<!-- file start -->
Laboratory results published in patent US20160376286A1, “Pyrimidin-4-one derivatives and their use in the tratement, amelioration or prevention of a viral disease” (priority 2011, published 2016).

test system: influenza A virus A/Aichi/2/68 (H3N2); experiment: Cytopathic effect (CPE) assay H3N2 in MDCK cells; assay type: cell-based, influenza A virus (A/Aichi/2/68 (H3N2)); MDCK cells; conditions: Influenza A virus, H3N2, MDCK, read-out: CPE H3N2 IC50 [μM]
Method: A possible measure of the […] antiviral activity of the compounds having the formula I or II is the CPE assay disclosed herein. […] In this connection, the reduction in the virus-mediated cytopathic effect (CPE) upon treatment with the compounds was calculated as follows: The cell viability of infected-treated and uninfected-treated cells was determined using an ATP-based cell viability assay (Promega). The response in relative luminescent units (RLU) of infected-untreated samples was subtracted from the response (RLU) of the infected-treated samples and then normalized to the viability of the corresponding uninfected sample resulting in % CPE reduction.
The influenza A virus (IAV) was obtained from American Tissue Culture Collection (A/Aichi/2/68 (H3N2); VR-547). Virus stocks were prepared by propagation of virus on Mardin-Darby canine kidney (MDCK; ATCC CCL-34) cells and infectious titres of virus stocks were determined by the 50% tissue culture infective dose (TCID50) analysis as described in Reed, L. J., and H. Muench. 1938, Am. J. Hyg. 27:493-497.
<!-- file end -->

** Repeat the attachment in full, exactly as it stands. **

Laboratory results published in patent US20160376286A1, “Pyrimidin-4-one derivatives and their use in the tratement, amelioration or prevention of a viral disease” (priority 2011, published 2016).

test system: influenza A virus A/Aichi/2/68 (H3N2); experiment: Cytopathic effect (CPE) assay H3N2 in MDCK cells; assay type: cell-based, influenza A virus (A/Aichi/2/68 (H3N2)); MDCK cells; conditions: Influenza A virus, H3N2, MDCK, read-out: CPE H3N2 IC50 [μM]
Method: A possible measure of the […] antiviral activity of the compounds having the formula I or II is the CPE assay disclosed herein. […] In this connection, the reduction in the virus-mediated cytopathic effect (CPE) upon treatment with the compounds was calculated as follows: The cell viability of infected-treated and uninfected-treated cells was determined using an ATP-based cell viability assay (Promega). The response in relative luminescent units (RLU) of infected-untreated samples was subtracted from the response (RLU) of the infected-treated samples and then normalized to the viability of the corresponding uninfected sample resulting in % CPE reduction.
The influenza A virus (IAV) was obtained from American Tissue Culture Collection (A/Aichi/2/68 (H3N2); VR-547). Virus stocks were prepared by propagation of virus on Mardin-Darby canine kidney (MDCK; ATCC CCL-34) cells and infectious titres of virus stocks were determined by the 50% tissue culture infective dose (TCID50) analysis as described in Reed, L. J., and H. Muench. 1938, Am. J. Hyg. 27:493-497.